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5 Ways to Keep Your White Partner Woke

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In today’s world, choosing a partner can be daunting — and the internet doesn’t make it any easier. While social feeds may fill you with anxiety about who’s going to get engaged next, dating apps can cement your anxiety with images and messages that make you almost 100 percent sure the dating pool is completely rotten.

So, what happens when you finally do find the one — and they’re white?

Our society has recently opened its eyes to toxic white masculinity and non-intersectional feminism, which has left many women of color feeling more distrusting and frankly, uncomfortable, with the character of white men and women.

Yet, it would be wholly unfair and deeply inaccurate to suggest that “all white men” or “all white women” are off-limits as dating material due to a belief that their racism and/or sexism would spoil any chances of a romantic connection.

The reality is that any two people can have a strong and even powerful relationship as partners, allies, and lovers if they have ongoing, honest conversations about what it looks like to navigate the world as a woke couple.

Below are five of our suggestions for dating interracially and maintaining a sense of mutual love and respect.

Do Not Assume Anything of Your Partner

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One of the four rules that people should live by, according to renowned author Don Miguel Ruiz, is “don’t make assumptions.” Many times, people of color joke that White people who have no working knowledge or connection to other races will try to align themselves by suggesting they know someone of the opposite race. The age-old, “But I have a Black friend,” or “My nanny was a Mexican woman,” quips never fail to irritate.

The reason why, though, is that they suggest White people know everything there is to know about another race because they may have once come into contact with someone non-white. We know nothing could be further from the truth — and that goes both ways.

It’s important to go into the relationship and behave as if you know nothing — because you don’t. And it’s not necessary to try to impress someone with your knowledge of their culture when you truly don’t have any. Accept what you don’t know, and you’ll be less likely to come across as offensive or opportunistic.

Create a Safe Space to Educate and Be Educated

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To that end, Ruiz suggests that instead of assuming, one should simply ask more questions about things they do know understand. While this should be the foundation of any relationship, being inquisitive about your partner’s life and experiences are critical to ensuring that you can reach a level of deep understanding and eliminate all room for judgment or bias. A huge part of that involves believing your partner when they share their experience and not writing them off as being some stereotypical representation of their race.

Don’t know why you can’t just touch her hair? Ask. Unclear on why his family does that weird thing every Thanksgiving? Ask. Seek understanding first, before trying to be understood or pushing your assumed knowledge about their culture on them.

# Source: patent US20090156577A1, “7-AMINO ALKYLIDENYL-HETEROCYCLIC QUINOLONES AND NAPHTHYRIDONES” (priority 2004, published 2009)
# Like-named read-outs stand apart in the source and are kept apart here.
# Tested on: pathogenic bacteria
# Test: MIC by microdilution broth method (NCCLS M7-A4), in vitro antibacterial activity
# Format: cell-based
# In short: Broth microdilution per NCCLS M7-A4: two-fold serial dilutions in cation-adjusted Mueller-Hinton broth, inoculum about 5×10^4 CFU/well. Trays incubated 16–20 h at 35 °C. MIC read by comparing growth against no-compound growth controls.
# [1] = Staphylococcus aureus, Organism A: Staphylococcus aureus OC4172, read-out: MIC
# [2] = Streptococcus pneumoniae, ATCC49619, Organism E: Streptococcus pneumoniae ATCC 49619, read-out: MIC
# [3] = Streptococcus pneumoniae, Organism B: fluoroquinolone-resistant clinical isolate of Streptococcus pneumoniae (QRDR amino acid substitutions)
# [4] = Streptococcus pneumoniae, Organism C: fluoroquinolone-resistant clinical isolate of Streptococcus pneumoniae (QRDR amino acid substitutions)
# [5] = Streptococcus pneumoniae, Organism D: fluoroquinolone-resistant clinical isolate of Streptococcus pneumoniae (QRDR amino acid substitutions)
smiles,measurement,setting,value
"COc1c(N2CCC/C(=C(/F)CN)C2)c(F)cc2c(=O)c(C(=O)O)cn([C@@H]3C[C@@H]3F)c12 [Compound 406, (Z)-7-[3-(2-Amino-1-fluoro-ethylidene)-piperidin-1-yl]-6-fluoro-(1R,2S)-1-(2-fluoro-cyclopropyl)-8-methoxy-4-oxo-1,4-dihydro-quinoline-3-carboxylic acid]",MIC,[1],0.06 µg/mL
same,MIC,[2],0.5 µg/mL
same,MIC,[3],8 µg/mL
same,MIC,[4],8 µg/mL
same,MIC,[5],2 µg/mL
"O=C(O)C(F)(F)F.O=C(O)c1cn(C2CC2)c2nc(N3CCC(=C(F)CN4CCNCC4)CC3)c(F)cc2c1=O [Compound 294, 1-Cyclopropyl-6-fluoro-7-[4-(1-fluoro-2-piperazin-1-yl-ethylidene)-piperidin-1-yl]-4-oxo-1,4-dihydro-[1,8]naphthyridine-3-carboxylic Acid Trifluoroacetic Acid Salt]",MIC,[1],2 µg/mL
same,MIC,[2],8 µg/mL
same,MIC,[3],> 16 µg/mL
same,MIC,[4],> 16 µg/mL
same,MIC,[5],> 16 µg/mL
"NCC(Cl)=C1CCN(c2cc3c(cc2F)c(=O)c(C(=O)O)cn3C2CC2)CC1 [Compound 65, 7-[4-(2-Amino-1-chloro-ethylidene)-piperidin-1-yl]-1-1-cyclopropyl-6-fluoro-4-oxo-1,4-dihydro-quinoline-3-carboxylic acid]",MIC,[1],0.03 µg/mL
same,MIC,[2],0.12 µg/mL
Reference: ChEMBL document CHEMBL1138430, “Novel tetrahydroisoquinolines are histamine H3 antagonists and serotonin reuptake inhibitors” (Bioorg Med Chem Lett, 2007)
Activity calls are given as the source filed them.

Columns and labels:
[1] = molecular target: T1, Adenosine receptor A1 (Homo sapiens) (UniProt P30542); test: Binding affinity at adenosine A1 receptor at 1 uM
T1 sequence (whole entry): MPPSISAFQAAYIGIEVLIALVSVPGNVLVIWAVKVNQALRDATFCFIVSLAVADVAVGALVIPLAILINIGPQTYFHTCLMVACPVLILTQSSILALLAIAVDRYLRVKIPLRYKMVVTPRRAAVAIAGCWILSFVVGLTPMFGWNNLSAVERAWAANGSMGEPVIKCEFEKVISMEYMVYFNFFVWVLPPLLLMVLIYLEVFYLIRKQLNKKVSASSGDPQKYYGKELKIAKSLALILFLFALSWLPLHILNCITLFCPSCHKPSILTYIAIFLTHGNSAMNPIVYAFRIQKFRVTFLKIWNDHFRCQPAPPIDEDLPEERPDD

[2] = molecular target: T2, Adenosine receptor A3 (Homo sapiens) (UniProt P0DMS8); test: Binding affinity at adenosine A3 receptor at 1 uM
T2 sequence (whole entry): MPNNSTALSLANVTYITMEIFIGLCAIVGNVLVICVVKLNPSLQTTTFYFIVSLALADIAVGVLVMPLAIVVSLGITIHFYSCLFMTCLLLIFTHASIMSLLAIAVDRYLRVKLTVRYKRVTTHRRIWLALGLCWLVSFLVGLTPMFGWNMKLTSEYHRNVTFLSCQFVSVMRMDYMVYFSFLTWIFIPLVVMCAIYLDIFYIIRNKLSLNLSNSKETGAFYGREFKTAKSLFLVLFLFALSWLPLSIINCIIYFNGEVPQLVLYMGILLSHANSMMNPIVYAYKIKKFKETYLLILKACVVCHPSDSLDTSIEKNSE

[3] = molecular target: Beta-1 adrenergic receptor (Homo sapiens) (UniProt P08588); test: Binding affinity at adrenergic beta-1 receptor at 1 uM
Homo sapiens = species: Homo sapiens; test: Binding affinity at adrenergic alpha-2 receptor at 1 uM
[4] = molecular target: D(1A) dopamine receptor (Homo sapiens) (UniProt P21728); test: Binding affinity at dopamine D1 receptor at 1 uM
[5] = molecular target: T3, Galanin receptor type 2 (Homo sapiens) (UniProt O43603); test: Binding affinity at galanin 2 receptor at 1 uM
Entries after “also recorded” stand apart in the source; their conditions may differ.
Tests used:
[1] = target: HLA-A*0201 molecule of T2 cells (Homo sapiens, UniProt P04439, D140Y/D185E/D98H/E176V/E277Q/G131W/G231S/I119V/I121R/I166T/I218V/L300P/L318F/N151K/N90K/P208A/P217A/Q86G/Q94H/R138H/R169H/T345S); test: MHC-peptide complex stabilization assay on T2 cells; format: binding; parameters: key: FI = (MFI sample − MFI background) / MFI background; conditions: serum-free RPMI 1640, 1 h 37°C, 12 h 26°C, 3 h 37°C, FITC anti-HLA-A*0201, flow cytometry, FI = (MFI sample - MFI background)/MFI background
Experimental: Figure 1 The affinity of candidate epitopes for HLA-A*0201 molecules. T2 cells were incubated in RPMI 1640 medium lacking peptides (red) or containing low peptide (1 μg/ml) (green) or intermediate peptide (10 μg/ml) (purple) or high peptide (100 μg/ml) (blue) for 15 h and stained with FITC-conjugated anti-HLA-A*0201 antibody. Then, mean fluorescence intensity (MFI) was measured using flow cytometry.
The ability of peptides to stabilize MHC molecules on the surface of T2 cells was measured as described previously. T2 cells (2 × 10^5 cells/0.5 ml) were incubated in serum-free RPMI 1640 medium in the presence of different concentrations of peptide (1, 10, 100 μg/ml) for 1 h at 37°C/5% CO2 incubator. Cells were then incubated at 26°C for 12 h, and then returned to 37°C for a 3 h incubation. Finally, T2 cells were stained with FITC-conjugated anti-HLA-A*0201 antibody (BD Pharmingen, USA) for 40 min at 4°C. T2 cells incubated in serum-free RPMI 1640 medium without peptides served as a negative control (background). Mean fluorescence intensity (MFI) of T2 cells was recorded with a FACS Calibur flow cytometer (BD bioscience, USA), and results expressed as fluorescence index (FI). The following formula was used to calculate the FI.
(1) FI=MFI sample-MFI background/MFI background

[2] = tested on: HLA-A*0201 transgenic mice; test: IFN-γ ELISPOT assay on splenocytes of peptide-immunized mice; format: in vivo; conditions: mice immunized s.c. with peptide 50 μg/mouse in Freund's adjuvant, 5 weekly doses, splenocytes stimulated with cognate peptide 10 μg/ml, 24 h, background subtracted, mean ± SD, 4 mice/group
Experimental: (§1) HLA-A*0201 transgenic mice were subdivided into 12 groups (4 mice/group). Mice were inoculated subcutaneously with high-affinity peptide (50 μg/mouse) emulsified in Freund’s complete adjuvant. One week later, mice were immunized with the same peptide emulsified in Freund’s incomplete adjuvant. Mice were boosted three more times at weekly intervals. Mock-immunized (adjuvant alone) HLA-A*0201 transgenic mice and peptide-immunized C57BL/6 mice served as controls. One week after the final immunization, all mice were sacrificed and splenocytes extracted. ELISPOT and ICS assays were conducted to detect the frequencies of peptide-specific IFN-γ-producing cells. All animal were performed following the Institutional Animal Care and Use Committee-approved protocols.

Be Honest About Your Expectations

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There’s no more important thing a couple can do than to set rules and boundaries around the relationship — opening up about what is and is not unacceptable to them.

As a woman of color, it may completely unacceptable for your partner to push you in a pool after you just got your hair done — or it may be crossing a boundary for them to appropriate your culture just to fit in when they are around your family and friends.

Be explicit about what pushes the limits of what you will and won’t accept from any White person, including your partner, and hold them to those standards.

Don’t Allow External Factors to Affect Your Internal Relationship

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Social media has officially infiltrated every aspect of our lives. When gone unchecked, it can wreak havoc on your self-esteem and leave you comparing your life to the lives of those you follow.

Even worse, it can cause you to question everything you know about your relationship. Seeing non-interracial couples enjoy an easy wedding planning process or joke about being #couplesgoals because of how great they look together can be maddening when you’re in an interracial relationship. And feeling like you and your partner have to live up to an expectation that you’ll have “beautiful mixed babies” and lots of money is also a damaging stereotype.

Be sure to block out all the noise about what people may say about being in a relationship with someone white. It will only push you further away from the love you deserve.

Know When To Walk Away

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Love is tough, and many times, despite all the good faith efforts in the world, you are not meant to be with the person you thought was completely #bae potential. That’s okay.

Don’t feel forced to make something work simply because everyone said it wouldn’t. And, know when you’re unwilling to stay in a relationship with a white person who doesn’t respect your culture, boundaries, and expectations.

Having an ally as a partner is the most important thing, and if your partner simply cannot be that for you, it’s time to walk away.

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